One of the roles of the Board of Finance is to set the mill rate. The mill rate, which in conjunction with assessed property values, determines the amount of tax a property owner will pay. All the property in town is listed and assigned a value. This list is called the grand list. It is made up of all the land, buildings, vehicles, and commercial property existing in Southington. Values are assigned by performing an assessment for real property and applying standards for vehicles, and by other valuation methods for business property. The grand list is always made up of various aspects of quantity (The number of assets) and price (The value of the assets). If you construct a new house or buy a new car, quantity is added. So each year we can expect the grand list to increase for new construction, new equipment and new vehicles and decrease for existing vehicles that typically decrease in value annually with age. This year we will experience revaluation of the values on the grand list. The town is mandated to reassess values every five years so new values are being applied this year. At this time I will not speculate on whether values will increase or decrease on an overall net grand list basis. It is always likely that some properties will increase while others decrease based on the market demand that drives the market value. It is too soon to speculate on the overall net impact of the revaluation in Southington. If the net grand list goes down the mill rate will go up to generate the same amount of tax and conversely. The intention of revaluing the grand list is not to increase taxes. The intention is to apply a current market value assessment to the property. Once values are established, taxes are levied on the total grand list and the owners of property are required to pay their proportionate share. Therefore revaluation is performed to ensure property owners are paying their fair share of the taxes required by the town. Questions can arise when the revaluation causes some tax payers to pay more, and some to pay less and others to pay the same amount. As an example let’s assume there was a grand list with only 3 houses, each assessed at $100,000 so the total grand list is $300,000. The town needed $7,200 per year to provide services so the mill rate was set at 24. Each person paid the same tax of $2,400. Then along came revaluation. Mr. A’s house increased to $110,000, Mrs. B’s house stayed the same $100,000 and Mr. C’s house dropped to $80,000. The grand list is now $290,000. The town still needs $7,200 per year to operate so the mill rate was reset to 24.82 mills. Now A pays $2,731 and B pays $2,483 and C pays $1,986 all totaling the same $7,200 in tax. Folks need to understand that valuation or revaluation is never intended to generate more tax revenue. Valuation is performed to set the basis of who will pay what percentage of the tax revenue needed by the town. In a completely separate budget process the town determines how much money is needed from tax revenue.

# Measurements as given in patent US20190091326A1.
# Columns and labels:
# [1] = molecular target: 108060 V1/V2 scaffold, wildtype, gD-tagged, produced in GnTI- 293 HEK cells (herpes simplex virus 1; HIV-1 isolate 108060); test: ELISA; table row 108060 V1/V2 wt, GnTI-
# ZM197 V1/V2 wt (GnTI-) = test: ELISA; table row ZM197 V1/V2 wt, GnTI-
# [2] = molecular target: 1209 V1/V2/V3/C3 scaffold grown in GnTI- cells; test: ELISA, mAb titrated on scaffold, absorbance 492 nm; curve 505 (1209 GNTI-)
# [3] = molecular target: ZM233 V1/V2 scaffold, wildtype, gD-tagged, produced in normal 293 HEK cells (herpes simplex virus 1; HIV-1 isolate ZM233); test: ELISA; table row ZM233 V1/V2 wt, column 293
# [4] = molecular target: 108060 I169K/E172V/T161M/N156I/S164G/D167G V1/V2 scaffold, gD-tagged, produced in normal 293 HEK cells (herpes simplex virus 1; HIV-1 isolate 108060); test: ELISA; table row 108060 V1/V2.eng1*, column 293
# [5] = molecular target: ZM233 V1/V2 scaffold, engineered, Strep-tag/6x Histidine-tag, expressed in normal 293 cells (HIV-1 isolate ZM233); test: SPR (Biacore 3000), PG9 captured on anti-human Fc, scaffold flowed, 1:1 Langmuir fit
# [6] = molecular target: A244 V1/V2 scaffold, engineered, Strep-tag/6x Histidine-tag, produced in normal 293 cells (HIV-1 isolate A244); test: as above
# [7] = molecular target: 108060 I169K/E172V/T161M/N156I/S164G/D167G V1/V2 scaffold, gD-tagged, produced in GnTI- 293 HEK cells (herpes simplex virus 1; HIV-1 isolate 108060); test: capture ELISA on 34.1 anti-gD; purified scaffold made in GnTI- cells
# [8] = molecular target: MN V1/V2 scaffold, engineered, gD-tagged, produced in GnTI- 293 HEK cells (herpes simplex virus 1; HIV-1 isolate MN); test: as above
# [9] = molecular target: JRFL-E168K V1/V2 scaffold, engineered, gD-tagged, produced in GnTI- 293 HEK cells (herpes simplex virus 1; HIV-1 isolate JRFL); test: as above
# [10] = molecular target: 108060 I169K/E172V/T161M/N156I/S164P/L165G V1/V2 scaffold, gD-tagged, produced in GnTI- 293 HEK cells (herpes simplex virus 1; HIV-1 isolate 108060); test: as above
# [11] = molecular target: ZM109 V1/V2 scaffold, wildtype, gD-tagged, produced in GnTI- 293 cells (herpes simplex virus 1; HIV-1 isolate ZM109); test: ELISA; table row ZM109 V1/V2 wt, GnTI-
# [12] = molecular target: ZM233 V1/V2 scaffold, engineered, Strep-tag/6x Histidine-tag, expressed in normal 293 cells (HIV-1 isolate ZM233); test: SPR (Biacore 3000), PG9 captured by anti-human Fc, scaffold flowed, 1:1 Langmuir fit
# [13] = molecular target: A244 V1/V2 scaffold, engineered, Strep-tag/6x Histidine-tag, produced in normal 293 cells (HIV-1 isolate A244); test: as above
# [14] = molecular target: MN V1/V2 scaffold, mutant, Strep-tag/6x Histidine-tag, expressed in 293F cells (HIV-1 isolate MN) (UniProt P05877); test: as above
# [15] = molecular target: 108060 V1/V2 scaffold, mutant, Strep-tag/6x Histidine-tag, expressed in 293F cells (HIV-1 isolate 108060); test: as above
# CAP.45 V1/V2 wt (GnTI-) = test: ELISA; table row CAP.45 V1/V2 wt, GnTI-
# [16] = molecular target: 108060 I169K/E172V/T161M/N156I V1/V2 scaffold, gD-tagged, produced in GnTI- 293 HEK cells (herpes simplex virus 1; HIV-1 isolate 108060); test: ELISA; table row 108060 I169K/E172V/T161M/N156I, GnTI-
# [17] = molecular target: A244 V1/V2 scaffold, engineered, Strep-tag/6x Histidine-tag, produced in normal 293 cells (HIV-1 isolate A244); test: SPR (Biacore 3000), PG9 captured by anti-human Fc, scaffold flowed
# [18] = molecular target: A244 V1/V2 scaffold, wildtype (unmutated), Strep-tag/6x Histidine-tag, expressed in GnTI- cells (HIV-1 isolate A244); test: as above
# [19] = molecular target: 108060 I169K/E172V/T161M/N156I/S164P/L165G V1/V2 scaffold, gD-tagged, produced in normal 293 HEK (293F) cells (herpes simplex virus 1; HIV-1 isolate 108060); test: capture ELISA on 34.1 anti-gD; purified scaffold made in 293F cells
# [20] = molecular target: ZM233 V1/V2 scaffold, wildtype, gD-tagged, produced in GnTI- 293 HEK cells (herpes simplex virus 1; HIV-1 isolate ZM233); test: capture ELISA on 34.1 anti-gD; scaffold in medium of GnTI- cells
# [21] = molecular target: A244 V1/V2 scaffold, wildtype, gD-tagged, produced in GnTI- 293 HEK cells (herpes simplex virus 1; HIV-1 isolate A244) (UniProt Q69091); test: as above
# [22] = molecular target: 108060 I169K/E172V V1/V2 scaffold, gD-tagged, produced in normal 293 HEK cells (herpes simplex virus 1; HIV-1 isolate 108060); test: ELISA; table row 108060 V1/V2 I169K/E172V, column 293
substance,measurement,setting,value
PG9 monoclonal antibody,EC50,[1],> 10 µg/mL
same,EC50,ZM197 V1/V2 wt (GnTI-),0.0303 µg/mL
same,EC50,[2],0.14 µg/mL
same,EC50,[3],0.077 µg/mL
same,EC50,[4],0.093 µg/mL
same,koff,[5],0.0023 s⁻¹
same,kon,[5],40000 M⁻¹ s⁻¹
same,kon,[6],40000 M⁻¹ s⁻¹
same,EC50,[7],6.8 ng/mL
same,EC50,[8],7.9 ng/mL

John Leary has served on the Southington Board of Finance since 2009 and currently serves as Board Chairman. He is a Republican.